Charles Manguet’s Table on Fiber Reactions

Table IB: PART 1 Charles Manguet’s Table on Fiber Reactions
Table IB: PART 1
Charles Manguet’s Table on Fiber Reactions

Table IB: PART 2
Charles Manguet’s Table on Fiber Reactions

Table IB: PART 2 Charles Manguet’s Table on Fiber Reactions
Table IB: PART 2
Charles Manguet’s Table on Fiber Reactions


Research on animal prints is necessary in the following kinds of cases: The criminal has arrived on horseback or in a vehicle pulled by a horse, donkey, mule or oxen.  He might be accompanied by a dog, or less often, by a cat, a monkey or a marmot, etc.

A theft may have been committed by an animal trained to steal—a dog or a monkey—or by an animal that steals for amusement, such as a magpie or a jay.  A murder may have been committed by a ferocious animal, such as a wolf, a dog or a sow, etc.  Sometimes damage to agricultural property is caused by animals, such as cats, weasels, polecats, foxes or dogs.  Lastly, in the case of natural deaths, the cadaver may have been gnawed or even eaten by animals, such as rats, crows or cats.

Traces left by animals may include pawprints, tooth marks, hairs or feces.

  1. Papillary Ridges in Animal Prints—A certain number of animals possess front or back paws that leave prints made by the papillary ridges in the skin.  There are the following types, listed in order of complexity:
  1. Random patterns – tortoise, parrot, kangaroo
  2. Reticulated patterns – lizard, the “ratel” [Translator’s note: a carnivore found in Asia and India, resembling a skunk, about 60 cm. in length.], and black bear
  3. Aligned patterns – badger, polecat, sable
  4. Papillary ridges with closed patterns – lemur, monkey, flying squirrel
  5. Papillary ridges with open patterns – chimpanzee
  • While this order of complexity in terms of prints does not correspond to the gradual growth in complexity of other organs, such as the more complex folds of brain tissue, many mammals are less evolved, in terms of their paw prints, than are the animals with the simplest form of prints (the tortoise and the parrot.)  Also, within a single group, such as the carnivores, one finds patterns or tendencies that are completely different.  Dogs sometimes, although rarely, have papillary ridges; when found, dog prints present closed loops, bifurcations, the beginnings of lines, just as human prints do, although dog prints are rudimentary.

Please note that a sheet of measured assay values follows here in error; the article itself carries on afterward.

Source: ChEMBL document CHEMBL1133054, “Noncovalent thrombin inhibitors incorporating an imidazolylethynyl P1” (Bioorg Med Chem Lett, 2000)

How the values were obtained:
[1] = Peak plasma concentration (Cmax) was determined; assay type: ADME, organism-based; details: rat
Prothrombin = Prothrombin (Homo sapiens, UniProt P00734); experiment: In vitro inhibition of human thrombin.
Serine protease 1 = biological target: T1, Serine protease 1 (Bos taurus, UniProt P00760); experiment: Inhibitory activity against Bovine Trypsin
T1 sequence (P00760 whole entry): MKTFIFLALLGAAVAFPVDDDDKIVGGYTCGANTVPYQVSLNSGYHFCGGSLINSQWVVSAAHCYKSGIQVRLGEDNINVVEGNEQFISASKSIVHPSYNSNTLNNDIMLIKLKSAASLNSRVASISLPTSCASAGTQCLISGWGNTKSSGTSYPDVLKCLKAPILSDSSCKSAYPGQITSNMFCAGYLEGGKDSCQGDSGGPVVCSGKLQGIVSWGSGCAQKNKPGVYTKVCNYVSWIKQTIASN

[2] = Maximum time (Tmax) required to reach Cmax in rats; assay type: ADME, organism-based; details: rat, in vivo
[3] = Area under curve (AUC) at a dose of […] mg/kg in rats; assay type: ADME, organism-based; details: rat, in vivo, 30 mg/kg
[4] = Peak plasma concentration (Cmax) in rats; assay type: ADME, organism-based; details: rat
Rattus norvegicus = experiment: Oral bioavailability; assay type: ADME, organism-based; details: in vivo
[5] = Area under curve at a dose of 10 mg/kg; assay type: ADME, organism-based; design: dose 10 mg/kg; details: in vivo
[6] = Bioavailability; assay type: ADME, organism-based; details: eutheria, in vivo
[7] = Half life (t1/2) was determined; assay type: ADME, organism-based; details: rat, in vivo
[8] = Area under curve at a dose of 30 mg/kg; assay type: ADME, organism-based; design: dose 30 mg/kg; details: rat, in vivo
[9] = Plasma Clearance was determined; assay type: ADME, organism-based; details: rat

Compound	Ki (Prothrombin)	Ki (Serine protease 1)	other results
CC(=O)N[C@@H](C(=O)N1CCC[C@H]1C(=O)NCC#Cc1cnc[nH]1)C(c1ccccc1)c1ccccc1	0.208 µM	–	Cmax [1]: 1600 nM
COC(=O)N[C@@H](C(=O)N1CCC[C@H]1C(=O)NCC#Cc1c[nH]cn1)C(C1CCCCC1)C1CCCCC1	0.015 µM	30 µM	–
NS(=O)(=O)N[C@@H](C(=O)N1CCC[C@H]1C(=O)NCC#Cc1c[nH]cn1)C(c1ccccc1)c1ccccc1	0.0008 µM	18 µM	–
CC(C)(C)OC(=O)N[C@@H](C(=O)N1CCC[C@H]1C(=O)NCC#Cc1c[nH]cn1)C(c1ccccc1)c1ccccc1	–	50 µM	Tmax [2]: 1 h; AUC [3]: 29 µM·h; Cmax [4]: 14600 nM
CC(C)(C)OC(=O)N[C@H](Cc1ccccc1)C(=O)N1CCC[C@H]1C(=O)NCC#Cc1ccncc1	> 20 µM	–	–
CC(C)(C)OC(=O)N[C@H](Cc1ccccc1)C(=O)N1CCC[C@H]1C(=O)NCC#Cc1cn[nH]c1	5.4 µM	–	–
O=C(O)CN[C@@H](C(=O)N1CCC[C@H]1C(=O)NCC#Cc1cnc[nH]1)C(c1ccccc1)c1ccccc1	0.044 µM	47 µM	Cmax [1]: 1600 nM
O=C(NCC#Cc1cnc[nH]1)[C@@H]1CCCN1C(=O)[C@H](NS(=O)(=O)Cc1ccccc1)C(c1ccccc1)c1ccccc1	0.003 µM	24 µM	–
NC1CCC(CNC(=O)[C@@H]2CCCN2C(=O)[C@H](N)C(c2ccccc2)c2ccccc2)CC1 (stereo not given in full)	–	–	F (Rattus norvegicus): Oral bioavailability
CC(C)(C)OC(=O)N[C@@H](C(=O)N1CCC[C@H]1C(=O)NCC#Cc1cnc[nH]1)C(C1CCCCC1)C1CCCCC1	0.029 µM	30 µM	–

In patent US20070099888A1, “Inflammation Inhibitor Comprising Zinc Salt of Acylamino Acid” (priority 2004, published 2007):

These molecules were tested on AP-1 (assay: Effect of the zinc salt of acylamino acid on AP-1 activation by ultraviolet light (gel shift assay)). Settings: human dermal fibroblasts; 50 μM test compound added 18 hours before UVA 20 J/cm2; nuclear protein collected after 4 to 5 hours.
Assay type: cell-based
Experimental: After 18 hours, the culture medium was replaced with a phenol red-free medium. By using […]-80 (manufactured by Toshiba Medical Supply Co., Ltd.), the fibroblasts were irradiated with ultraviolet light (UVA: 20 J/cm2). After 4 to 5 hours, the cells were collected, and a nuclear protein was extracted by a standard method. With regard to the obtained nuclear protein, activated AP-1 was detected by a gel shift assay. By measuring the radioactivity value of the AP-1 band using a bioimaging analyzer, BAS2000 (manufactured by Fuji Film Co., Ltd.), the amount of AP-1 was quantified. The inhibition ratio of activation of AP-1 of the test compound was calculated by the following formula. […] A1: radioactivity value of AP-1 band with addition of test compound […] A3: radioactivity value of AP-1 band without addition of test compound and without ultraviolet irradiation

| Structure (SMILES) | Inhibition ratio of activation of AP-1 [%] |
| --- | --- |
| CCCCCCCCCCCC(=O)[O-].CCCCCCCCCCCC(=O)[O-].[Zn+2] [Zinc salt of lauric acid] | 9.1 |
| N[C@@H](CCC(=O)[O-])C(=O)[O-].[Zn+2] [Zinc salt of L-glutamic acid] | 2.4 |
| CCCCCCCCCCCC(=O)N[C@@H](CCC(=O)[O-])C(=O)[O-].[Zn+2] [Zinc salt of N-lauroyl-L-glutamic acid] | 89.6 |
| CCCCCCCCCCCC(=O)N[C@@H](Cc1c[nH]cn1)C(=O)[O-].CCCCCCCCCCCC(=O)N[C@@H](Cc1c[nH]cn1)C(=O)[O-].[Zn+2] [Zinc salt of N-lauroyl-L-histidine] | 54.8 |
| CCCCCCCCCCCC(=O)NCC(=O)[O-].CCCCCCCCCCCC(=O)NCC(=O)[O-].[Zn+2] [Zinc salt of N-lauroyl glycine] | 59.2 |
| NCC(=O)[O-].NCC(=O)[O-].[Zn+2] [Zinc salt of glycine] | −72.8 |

• Animal Footprints.  One can determine the species by the form of the footprint (cf. dog and cat prints, etc.) The dimensions of the foot and the length of the stride determine the size of the animal.

Godefroy notes:  “A dog’s print is marked by four phalanges or digits. The fifth, equal to the thumb, is atrophied and raised so that it cannot touch the ground.  A front paw print can be distinguished from a rear paw print by examining the heel:  the heel of the rear paw leaves a rounded print, whereas the heel of the front paw leaves a print that is roughly triangular.  Moreover, the position of the phalanges of the left paw is not identical to that of the right paw.  The smallest phalange of the right paw will always be on the right side, while that of the left paw will be on the left side.  One will also note the degree which the nail has been worn down.  Finally, in cases where the dog’s paw is furry, fine lines will be found in track left in soft soil or on a light background.  This particularity is only observed in the case of certain heavy dogs or in young pedigreed dogs.”

  • Bites.  Make a mold and compare it as one would with human bite marks.
  • Feces.  In the past, hunters made great advances in the study of feces.
  • Hairs.  At the scene of a break-in, one might encounter hairs from living animals or from furs worn by the aggressor or by the victim.  In paragraph N, one will find the diagnoses of human and animal hairs.  This table, drawn up by Alessandro Solaro, indicates the diameters of hairs and of the core of various furs.  This table allows one to clear up quite quickly a great number of early hypotheses presented by the evidence.

Table II:  Alessandro Solaro’s Table on Animal Hair

Table II: Alessandro Solaro’s Table on Animal Hair
Table II: Alessandro Solaro’s Table on Animal Hair

*The boldface text is known, and frequently quoted, as Locard’s Exchange Principle.